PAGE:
Rating: 4 stars
Read for the Reader’s Room March Madness Challenge
I’ve been itching for an excuse to read A Gentleman in Moscow for a while, so I was pleased when it came up as one of the reads for the March Madness Challenge over at The Reader’s Room. I was even more pleased when my local library accepted my request for it to be added to their stock. It only arrived on Thursday, though, so I didn’t have much time to read it in. Fortunately, it was gripping.
Now that I’ve read some Zweig, every time I think a novel reminds me of a Wes Anderson film, I’m going to remind myself that it’s Zweig I’m thinking of.
The beginning of A Gentleman in Moscow made me think of Zweig. Moscow in 1923. The early days of the Bolshevik regime. Sasha Rostov, who may or may not have been on the side of the revolutionaries before they brought down the bourgeoisie, finds himself firmly viewed as an opponent of The People, if not quite their enemy.
Rostov is a man of independent means. He has lived a life of luxury. He has been able to indulge himself in living the sainted life of a poet. But now that has been taken from him. Where his poet’s life had no need of a garret, now he finds himself banished to a tiny attic room at the top of the luxury hotel where once he held a suite of rooms.
Rostov is loved. He has friends. And so, even though he has lost his physical freedom, he still enjoys the company of visitors to his tiny home. He has memories of a life well lived that enable him to leave his attic and walk the streets of Moscow in his memory.
Part of me didn’t want to like Rostov. The romanticisation of privilege irritates me. I detest the idea that the loss of privilege is somehow a tragedy when that privilege is what keeps others trapped in the far more tragic position of never having had enough, and somehow being blamed for it. And yet. I love the Rostovs and Bolkonskies in War & Peace. I love Prince Myshkin in The Idiot. I love Mr Knightley, Mr Darcy, Mr Bingley. I am a bit of a sucker for a flawed romantic hero from a good family if he proves himself to be a decent human being at heart.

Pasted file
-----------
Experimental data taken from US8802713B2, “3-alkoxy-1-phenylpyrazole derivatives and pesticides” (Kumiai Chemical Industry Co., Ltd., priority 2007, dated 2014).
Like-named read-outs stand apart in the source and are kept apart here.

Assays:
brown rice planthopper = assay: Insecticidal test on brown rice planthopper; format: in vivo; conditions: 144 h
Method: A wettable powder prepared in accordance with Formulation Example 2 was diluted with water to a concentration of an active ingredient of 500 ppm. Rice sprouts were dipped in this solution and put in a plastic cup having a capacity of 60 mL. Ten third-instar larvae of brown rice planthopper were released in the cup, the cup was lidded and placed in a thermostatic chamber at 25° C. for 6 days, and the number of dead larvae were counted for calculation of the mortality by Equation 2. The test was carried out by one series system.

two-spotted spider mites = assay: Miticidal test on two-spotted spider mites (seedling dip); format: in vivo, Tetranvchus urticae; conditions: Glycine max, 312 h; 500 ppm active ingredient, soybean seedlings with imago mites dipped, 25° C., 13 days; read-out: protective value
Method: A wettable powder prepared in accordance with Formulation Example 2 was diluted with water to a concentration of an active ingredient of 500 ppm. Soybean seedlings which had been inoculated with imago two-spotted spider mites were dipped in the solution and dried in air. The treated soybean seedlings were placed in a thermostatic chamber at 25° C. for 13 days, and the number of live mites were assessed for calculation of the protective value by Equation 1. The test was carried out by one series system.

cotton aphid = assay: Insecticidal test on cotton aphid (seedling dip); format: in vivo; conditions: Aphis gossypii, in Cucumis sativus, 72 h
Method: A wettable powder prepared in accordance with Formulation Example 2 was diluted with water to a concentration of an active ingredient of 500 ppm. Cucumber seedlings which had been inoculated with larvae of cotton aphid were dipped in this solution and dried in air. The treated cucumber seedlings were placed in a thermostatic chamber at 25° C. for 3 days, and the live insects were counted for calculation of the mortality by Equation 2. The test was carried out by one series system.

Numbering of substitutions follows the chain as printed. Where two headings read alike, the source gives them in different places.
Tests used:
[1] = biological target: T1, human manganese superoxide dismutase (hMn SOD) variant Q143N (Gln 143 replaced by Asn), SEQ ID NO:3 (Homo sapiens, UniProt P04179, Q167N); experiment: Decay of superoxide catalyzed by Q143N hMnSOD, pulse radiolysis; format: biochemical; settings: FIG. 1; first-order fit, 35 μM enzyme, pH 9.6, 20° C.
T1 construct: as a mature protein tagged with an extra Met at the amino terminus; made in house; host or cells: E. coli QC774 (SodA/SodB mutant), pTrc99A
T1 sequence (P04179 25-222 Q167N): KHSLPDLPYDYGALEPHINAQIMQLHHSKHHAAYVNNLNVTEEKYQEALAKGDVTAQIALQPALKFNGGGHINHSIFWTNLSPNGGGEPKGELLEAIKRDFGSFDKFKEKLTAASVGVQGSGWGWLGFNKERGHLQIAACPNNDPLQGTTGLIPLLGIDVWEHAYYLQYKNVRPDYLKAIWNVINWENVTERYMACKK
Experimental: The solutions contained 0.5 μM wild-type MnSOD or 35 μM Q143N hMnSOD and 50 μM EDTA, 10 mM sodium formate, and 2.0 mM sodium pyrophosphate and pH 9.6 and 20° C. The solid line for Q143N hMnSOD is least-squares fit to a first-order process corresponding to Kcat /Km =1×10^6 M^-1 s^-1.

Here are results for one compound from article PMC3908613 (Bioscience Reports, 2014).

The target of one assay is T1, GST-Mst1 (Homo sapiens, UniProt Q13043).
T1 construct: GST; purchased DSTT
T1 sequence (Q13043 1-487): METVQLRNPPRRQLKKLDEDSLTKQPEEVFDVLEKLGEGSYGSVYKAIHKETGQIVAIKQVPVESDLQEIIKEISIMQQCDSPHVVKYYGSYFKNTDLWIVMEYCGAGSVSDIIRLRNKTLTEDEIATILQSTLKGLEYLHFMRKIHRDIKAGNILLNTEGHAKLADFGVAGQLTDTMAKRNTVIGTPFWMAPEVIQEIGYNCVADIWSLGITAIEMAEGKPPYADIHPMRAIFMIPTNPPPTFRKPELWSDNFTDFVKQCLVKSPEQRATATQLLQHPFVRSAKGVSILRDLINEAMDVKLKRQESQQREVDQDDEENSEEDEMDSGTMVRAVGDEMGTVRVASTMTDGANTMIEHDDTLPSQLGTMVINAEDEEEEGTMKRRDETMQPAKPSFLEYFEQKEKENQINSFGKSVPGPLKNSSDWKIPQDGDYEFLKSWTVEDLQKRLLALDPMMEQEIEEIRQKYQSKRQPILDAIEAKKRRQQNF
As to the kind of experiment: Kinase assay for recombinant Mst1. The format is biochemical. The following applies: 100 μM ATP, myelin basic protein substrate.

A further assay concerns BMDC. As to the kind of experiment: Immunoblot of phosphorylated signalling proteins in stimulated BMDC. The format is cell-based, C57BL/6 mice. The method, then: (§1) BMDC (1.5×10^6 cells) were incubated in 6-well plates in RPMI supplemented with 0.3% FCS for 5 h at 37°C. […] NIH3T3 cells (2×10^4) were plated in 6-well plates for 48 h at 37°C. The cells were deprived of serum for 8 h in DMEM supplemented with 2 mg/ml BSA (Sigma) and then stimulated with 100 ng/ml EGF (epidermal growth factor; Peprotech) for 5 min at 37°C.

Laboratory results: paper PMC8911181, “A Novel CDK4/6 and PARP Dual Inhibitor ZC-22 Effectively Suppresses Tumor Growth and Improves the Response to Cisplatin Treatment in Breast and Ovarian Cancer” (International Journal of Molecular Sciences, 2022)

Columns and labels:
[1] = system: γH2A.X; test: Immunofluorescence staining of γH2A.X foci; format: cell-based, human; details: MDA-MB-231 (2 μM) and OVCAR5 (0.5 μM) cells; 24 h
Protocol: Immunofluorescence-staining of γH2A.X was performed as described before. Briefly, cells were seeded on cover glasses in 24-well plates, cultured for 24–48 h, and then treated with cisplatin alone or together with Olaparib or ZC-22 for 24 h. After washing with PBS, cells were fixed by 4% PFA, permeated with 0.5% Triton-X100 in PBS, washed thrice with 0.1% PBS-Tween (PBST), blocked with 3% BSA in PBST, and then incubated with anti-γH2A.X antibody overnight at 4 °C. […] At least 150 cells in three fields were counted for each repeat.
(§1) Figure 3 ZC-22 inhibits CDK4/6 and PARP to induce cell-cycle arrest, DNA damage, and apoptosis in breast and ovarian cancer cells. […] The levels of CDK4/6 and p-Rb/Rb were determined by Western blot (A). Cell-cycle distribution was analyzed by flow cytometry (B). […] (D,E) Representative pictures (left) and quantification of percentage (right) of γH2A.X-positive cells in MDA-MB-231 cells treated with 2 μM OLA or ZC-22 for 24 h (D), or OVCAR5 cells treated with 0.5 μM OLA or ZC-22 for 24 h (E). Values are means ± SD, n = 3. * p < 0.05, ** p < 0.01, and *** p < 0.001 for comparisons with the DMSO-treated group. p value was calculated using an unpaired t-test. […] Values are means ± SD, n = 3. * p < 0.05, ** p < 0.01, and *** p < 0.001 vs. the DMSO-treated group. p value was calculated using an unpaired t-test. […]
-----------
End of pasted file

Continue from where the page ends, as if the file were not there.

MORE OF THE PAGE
Rostov is a charmer. He reminded me most of M. Gustave in The Grand Budapest Hotel, but also a little of Hercule Poirot. He has a strong belief in maintaining a certain standard in life. Despite his currently reduced circumstances, Rostov is determined not to let things slip. So he keeps his weekly appointment with the barber. He continues to dine in the hotel restaurant. He finds ways to have delivered to his garret the luxury items he can’t live without.
On one visit to the restaurant, Rostov is befriended by Nina, a 9-year old girl with an interest in what it takes to be a princess. Rostov indulges her and, it has to be said, himself with tales from his days at the Russian court. He’s frequently pleased with himself, and Nina frequently pops his bubble of self-satisfaction with her confidently held opinions.
Nina is similarly captive within the walls of the hotel. Her father has been sent to Moscow on business but doesn’t know how long the business will take, so he hasn’t enrolled Nina in school. Instead, she is in the care of a governess and barred from leaving the hotel to explore the city in case disaster befalls her. Nina becomes a challenge and an awakening in Rostov’s life. She shows him the secret life of the hotel and, through their adventures spying on the people who frequent its private rooms and public spaces, Rostov begins to change.
Nina is an old child, aged from spending too much time among adults. She is quietly brilliant. When she learns that she’ll finally be attending school, she’s not thrilled, and responds to Rostov’s attempt to persuade her it will be fine with the disdain it deserves.
“So,” said the Count, “are you looking forward to your visit home?”
“Yes, it will be nice to see everyone,” said Nina. “But when we return to Moscow in January, I shall be starting school.”
“You don’t seem very excited by the prospect.”
“I fear it will be dreadfully dull,” she admitted, “and positively over-run with children.”
The Count nodded gravely to acknowledge the indisputable likelihood of children in the schoolhouse; then, as he dipped his own spoon into the scoop of strawberry, he noted that he had enjoyed school very much.
“Everybody tells me that.”
“I loved reading the Odyssey and the Aeneid; and I made some of the finest friends of my life…”
“Yes, yes,” she said with a roll of her eyes. “Everybody tells me that too.”
“Well, sometimes everybody tells you something because it is true.”